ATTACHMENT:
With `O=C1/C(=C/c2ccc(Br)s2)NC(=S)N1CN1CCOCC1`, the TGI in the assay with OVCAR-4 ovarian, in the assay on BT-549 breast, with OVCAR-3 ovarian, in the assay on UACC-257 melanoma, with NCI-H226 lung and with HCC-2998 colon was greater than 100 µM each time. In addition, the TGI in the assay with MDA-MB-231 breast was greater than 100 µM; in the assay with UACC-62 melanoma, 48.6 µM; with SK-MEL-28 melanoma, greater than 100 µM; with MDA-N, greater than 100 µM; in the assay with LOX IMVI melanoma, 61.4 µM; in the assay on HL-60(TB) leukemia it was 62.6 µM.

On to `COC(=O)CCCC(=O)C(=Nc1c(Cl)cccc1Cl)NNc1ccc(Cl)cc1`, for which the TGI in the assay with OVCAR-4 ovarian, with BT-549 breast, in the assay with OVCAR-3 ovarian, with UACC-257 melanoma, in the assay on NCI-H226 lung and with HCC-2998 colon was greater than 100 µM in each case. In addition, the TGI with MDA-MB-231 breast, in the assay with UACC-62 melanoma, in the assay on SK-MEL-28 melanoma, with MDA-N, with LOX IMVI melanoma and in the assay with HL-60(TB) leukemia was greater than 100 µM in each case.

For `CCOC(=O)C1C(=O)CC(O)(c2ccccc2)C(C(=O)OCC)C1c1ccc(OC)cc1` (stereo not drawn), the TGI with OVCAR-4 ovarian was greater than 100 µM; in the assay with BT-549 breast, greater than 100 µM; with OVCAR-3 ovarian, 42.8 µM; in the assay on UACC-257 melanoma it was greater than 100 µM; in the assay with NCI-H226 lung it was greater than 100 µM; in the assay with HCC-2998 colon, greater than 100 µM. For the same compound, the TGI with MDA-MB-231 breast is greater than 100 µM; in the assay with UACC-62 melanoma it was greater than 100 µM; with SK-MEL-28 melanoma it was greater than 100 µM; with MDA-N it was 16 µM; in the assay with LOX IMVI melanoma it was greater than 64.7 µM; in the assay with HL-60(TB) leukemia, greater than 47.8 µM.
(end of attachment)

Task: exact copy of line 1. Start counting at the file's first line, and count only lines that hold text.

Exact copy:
With `O=C1/C(=C/c2ccc(Br)s2)NC(=S)N1CN1CCOCC1`, the TGI in the assay with OVCAR-4 ovarian, in the assay on BT-549 breast, with OVCAR-3 ovarian, in the assay on UACC-257 melanoma, with NCI-H226 lung and with HCC-2998 colon was greater than 100 µM each time. In addition, the TGI in the assay with MDA-MB-231 breast was greater than 100 µM; in the assay with UACC-62 melanoma, 48.6 µM; with SK-MEL-28 melanoma, greater than 100 µM; with MDA-N, greater than 100 µM; in the assay with LOX IMVI melanoma, 61.4 µM; in the assay on HL-60(TB) leukemia it was 62.6 µM.